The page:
Comments on SJ Thomason’s Essay on Social Justice in Sheep’s Clothing

SJ Thomason recently posted a curious piece of writing titled:

Social Justice Wolves in Sheep’s Clothing: A Christian Response – Christian Apologist (

It begins incongruously with an anecdote about a graduate assistant from Sweden she claims to have mentored in a way that borders on practicing psychotherapy without a license; moves to a transitional paragraph proclaiming the devastation of the West due to our rejection of Christianity and offering some odd notions of the antecedents of this rejection along with a dubious account of its effects; and concludes with a conflation of communism, social justice, atheism, and evolution. There is no overall logic to the piece, but rather a collection of claims and illustrations, not always coherent, to advocate for a return to a Christian West. This is really a call for something that never existed in the US and was very much of a mess in Europe. In general, I pay little attention to what people believe – this nation was founded on individual freedom of conscience and is a principle I cherish. A serious problem arises, however, when religious zealots attempt to force their religion and its precepts on the rest of us, contradicting our founding principle with the false claim of a Christian foundation that they intend to reimpose on a society of free men and women.

The beginning anecdote about the graduate assistant might strike us as curiously out of place as it doesn’t actually concern itself with social justice and contributes nothing to the topic announced in the title. Nevertheless, there is a purpose to it that anyone familiar with Thomason’s writing should recognize: argument from innuendo. She highlights the fact that the percentage of religious believers in Sweden is 38%, that this young woman had become agnostic, and that she had suffered some unspecified traumatic events. All of this is to effect the impression that this woman’s psychological injury was ultimately due to Sweden’s rejection of Christianity which somehow provided the condition of her trauma while her abandonment of Christianity deprived her of the inner strength to endure the insult. Thomason can do no more than this implied and unargued causality because Sweden and its cousin to the West, Norway, have not only a very low level of religiosity, they also enjoy a more prosperous, more peaceful, and happier existence than more religious nations. The anecdote only left me wishing this young woman had instead sought counseling with a competent and credentialed psychotherapist.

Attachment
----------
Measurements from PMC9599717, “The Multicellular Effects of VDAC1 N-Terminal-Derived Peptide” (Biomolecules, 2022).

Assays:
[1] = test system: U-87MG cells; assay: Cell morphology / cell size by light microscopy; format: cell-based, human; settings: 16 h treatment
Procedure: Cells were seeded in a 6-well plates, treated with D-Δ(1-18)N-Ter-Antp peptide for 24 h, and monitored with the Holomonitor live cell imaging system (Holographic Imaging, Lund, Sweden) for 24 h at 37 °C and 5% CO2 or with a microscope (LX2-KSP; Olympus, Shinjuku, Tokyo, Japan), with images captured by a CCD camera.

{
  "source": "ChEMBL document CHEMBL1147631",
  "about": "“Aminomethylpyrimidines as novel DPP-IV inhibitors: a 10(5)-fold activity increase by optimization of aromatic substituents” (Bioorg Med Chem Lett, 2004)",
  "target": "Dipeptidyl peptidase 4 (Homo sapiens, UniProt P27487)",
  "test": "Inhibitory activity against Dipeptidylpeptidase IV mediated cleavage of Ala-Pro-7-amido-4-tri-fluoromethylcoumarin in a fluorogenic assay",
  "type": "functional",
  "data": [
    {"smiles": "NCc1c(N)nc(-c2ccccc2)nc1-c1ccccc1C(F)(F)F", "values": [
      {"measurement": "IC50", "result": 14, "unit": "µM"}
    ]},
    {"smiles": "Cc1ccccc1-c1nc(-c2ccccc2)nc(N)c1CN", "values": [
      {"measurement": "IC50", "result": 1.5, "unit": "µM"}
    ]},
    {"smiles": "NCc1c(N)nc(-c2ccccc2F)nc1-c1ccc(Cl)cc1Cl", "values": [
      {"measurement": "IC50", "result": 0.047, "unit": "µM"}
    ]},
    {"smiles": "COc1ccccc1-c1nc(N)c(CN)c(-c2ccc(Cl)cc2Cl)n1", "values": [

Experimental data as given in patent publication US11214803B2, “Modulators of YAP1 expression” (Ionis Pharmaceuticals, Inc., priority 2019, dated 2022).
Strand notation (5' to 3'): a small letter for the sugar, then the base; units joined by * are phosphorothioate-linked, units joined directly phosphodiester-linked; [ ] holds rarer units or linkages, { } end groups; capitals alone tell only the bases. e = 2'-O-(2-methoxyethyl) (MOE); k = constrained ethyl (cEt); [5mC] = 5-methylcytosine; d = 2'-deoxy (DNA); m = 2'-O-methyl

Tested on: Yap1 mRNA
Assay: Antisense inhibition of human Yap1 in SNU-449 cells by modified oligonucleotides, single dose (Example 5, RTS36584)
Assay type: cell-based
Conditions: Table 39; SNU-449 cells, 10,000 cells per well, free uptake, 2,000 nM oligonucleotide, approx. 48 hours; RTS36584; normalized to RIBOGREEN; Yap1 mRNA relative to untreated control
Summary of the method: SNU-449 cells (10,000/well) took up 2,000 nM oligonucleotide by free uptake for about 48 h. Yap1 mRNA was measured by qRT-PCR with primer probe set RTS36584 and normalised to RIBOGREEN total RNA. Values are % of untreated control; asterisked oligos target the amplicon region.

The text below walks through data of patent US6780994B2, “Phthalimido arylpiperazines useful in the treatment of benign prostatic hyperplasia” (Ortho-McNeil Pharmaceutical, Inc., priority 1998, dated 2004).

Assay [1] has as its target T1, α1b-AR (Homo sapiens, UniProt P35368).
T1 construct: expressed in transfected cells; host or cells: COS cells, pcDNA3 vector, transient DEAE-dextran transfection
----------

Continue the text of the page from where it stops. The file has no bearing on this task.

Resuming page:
She then moves to the astoundingly ill-informed transitionary paragraph I present below in full:

As we watch Sweden and the rest of the West slide further and further away from God, we are compelled to identify root causes. Many were initiated in the 19th century under the tutelage of atheists such as Nietzsche and Marx. Their disdain for Christianity and its core tenets of loving the Lord above all else, loving our neighbors as ourselves, valuing the individual over the collective, and respecting human life, liberties, property, and justice contributed to their rebellious writings. Today, we have abundant evidence of the ways their ideas have cracked and corrupted the Christian foundations of the West.”

The move from Christianity well predates the late 19th Century writings of Nietzsche and Marx – two writers so dissimilar their only shared trait was the German language – with the Enlightenment. The hallmark of the Enlightenment was the replacement of Christian Rationalism with secular empiricism and reason. It engendered atheists such as Hume and many Deists such as Voltaire, Rousseau, and many founders of America such as Jefferson, Franklin, and Paine, all of whom rejected Christianity and any notion of a personal god. The list of tenets she assigns to Christianity were, for the most part, actually fruits of the Enlightenment, such as respect for the individual, individual liberty, property, and earthly justice – all principles more often than not suppressed by the Church during its reign over Europe. Of course, the most laughable mistake is her implication that Nietzsche favored the commune over the individual. I am certain Thomason has never read a single work by Nietzsche.

She then concludes with a screed about the Communist menace that would seem extreme to the Birchers of the 1950’s, which conflates social justice, evolution, atheism and social media into a phantasmic Communist plot. Unfortunately, this is the sort of nonsense that echoes through the chambers of Christian Nationalism and evangelical aggression. It must be confronted at every turn.

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